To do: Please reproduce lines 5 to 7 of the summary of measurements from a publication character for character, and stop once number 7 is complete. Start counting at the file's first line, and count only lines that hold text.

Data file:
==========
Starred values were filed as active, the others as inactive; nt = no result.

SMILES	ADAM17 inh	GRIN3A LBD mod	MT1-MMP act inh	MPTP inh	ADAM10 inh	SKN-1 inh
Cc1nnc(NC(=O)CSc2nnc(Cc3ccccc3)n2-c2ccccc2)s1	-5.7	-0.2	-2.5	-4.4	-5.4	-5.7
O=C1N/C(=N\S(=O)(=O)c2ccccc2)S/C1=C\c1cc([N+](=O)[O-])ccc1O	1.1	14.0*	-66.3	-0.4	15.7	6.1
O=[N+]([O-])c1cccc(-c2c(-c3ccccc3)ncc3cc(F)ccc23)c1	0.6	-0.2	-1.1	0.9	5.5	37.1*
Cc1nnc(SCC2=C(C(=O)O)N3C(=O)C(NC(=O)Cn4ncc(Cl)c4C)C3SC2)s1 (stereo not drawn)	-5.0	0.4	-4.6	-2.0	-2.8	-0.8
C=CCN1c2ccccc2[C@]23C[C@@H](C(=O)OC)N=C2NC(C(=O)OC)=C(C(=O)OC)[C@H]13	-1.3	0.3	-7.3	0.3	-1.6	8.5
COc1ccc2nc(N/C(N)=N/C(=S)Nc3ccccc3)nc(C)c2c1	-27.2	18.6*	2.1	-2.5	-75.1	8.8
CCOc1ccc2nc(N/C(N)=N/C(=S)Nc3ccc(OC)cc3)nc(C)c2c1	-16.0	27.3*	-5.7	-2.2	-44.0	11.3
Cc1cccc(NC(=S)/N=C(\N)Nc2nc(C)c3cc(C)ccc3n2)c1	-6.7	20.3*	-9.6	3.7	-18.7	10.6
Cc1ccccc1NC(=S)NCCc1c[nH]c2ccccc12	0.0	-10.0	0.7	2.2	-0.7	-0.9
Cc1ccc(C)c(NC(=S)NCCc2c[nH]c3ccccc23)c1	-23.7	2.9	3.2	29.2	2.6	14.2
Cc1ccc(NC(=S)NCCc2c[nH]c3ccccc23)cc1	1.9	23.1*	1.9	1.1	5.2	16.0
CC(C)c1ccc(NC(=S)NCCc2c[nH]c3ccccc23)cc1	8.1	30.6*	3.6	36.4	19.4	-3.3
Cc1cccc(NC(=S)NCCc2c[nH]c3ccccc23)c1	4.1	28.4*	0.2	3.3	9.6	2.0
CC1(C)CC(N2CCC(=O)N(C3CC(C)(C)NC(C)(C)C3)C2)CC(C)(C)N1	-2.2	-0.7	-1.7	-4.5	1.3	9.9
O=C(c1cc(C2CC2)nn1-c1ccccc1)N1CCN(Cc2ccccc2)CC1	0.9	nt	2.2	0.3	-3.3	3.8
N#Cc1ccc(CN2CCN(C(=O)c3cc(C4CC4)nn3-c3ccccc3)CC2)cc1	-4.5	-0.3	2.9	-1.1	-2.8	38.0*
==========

O=[N+]([O-])c1cccc(-c2c(-c3ccccc3)ncc3cc(F)ccc23)c1	0.6	-0.2	-1.1	0.9	5.5	37.1*
Cc1nnc(SCC2=C(C(=O)O)N3C(=O)C(NC(=O)Cn4ncc(Cl)c4C)C3SC2)s1 (stereo not drawn)	-5.0	0.4	-4.6	-2.0	-2.8	-0.8
C=CCN1c2ccccc2[C@]23C[C@@H](C(=O)OC)N=C2NC(C(=O)OC)=C(C(=O)OC)[C@H]13	-1.3	0.3	-7.3	0.3	-1.6	8.5